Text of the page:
In 2010 Coca Cola relaunched as a response to declining sales of carbonated drinks. There was no change to the product, but there was substantial change to the way the brand was presented.
Out: went years of complicated, ugly packs, replete with multi textured swooshes, condensation and all the other fripperies of soft drinks branding.
In: came a new, stripped down design that used simple flat colours and a bold, plain white Coke marque.
In: came campaign work that was a reminder of more innocent times when we all loved fizzy drinks.
How clever of Turner Duckworth to get a piece of work this good and this simple, through a behemoth like Coca Cola.
Of course, in global businesses, there’s always someone who wants to make their mark. In March this year we saw major tweaks to the design starting to appear. Suddenly the logo on cans was horizontal and then Spain launched with each variant being red with a small part of the can given over to the variant type (black for zero, green for the execrable ‘Coke Life’ etc). It was horrid, but at least it looked as though it might be confined to Spain.
This week, Coke announced a complete redesign along Spanish lines. An ‘iconistic’ red disc now appears everywhere. Apparently it’s a ‘signature asset’. When fat words like these appear in press releases you know the head of design is about to go into hiding.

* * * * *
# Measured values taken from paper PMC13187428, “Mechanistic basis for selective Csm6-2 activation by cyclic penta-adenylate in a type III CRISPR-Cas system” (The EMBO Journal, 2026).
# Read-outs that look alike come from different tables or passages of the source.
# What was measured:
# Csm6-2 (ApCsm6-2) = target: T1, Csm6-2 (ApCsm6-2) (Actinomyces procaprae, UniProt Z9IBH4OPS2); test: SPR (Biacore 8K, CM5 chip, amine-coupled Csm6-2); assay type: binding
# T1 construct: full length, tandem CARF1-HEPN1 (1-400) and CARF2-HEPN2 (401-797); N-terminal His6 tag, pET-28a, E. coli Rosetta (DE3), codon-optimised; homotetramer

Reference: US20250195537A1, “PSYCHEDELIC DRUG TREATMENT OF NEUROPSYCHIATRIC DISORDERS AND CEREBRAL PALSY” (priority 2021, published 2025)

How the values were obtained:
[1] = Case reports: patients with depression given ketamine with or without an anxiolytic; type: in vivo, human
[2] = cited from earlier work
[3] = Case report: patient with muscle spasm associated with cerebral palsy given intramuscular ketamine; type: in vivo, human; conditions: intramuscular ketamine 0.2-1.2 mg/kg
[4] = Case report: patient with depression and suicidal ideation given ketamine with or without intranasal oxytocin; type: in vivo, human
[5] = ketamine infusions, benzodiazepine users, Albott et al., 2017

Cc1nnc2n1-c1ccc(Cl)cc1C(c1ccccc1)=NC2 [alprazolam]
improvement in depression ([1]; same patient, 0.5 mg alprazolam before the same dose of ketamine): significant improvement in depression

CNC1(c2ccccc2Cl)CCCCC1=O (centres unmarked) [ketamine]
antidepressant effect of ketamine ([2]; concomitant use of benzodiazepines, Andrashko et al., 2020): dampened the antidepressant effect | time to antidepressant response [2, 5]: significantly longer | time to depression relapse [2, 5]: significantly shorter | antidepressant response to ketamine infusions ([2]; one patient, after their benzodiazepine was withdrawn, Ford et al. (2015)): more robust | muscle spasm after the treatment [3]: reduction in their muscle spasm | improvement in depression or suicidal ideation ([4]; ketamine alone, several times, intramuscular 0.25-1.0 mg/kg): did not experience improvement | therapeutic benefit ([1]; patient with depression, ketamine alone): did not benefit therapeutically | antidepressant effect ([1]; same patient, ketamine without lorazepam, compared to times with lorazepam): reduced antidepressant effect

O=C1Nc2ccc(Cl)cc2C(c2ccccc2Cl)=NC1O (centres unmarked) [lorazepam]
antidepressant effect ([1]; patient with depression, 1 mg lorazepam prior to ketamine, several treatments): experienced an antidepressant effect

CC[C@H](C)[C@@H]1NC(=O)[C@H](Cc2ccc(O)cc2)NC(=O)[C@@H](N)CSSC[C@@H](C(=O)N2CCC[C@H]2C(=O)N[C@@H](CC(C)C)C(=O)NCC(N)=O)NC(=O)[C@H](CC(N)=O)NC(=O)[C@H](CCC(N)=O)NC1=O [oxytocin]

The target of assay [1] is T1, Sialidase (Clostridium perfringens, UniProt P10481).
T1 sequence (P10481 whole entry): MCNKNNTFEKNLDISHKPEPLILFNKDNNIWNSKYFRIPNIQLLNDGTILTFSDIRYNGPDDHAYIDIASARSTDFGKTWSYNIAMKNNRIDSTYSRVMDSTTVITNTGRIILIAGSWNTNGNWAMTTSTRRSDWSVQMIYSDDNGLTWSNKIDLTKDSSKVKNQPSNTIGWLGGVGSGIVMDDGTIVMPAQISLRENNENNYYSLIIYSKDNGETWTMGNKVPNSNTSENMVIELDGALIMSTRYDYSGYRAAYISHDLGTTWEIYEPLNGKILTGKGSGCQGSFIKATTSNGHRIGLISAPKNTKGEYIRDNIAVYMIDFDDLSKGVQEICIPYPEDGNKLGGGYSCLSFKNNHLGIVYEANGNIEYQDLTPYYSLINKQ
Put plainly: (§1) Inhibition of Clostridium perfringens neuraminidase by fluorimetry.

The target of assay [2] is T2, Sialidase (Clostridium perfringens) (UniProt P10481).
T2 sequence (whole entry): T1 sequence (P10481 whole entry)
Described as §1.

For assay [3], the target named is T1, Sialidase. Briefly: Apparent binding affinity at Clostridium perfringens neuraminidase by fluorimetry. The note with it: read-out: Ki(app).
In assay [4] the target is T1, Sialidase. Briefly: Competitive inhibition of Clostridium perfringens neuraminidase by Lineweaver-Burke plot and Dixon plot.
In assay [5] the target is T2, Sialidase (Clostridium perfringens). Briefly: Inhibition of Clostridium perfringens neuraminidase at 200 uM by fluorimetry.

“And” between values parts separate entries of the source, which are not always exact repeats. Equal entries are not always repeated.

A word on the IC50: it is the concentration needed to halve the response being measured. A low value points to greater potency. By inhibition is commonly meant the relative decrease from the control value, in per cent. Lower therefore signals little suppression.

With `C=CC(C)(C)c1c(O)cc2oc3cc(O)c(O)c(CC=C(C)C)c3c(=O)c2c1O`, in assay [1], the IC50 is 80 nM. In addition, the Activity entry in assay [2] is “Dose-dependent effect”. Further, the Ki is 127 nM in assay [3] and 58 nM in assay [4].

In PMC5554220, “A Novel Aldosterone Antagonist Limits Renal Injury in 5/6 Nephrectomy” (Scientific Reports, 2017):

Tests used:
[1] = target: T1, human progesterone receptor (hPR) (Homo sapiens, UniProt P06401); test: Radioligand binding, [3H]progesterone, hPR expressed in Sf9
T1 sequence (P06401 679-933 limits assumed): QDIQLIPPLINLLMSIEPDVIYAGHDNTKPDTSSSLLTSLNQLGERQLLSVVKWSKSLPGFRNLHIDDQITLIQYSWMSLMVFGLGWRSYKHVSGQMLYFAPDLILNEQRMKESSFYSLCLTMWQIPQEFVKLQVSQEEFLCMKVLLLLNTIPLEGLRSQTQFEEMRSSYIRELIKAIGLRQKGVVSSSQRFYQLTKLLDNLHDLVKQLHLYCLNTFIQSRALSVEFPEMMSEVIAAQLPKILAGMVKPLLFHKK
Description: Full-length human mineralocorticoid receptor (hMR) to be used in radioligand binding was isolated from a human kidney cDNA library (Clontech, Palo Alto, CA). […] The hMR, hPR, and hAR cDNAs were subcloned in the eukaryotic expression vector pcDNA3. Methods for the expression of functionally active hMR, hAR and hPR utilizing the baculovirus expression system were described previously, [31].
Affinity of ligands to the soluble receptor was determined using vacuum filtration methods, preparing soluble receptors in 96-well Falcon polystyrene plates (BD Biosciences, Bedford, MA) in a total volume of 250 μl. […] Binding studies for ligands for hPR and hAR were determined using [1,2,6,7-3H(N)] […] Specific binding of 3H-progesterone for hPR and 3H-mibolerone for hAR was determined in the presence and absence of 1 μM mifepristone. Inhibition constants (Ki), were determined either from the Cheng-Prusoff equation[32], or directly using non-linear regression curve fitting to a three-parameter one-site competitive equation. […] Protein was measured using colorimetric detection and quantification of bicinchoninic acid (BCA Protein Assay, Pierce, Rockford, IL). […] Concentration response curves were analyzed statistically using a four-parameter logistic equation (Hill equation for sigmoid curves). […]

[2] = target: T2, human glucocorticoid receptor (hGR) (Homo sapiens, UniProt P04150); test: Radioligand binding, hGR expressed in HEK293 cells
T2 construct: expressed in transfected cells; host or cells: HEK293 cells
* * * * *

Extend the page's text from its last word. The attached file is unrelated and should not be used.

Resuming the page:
This redesign is a ghastly mistake brought about by cost cutting; e.g. the ‘One Brand’ story and the fear of sugar taxes. The trouble is, the design doesn’t help. It damages the brand by reducing it to what it was in the past, complicated, ugly and spurious, losing Coke’s unique status along the way.
Launching in Mexico immediately and rolling out across the world in 2017 soon everyone associated with this rebranding will have moved on. They never get to reap what they sow nowadays. As usual, someone new will be left to pick up the pieces.
It proves that in today’s company structure, no matter how high flying your design management is, it doesn’t get listened to. This is a triumph of cost cutting management and poor use of ‘consumer insights’ over what’s good for the brand long term.
Many years ago, my late business partner, Richard Murray wrote to Coca Cola betting them his house that Minute Maid would fail in the market. It did. He’d be safe in betting on this new Coke design too.
Author: Richard Williams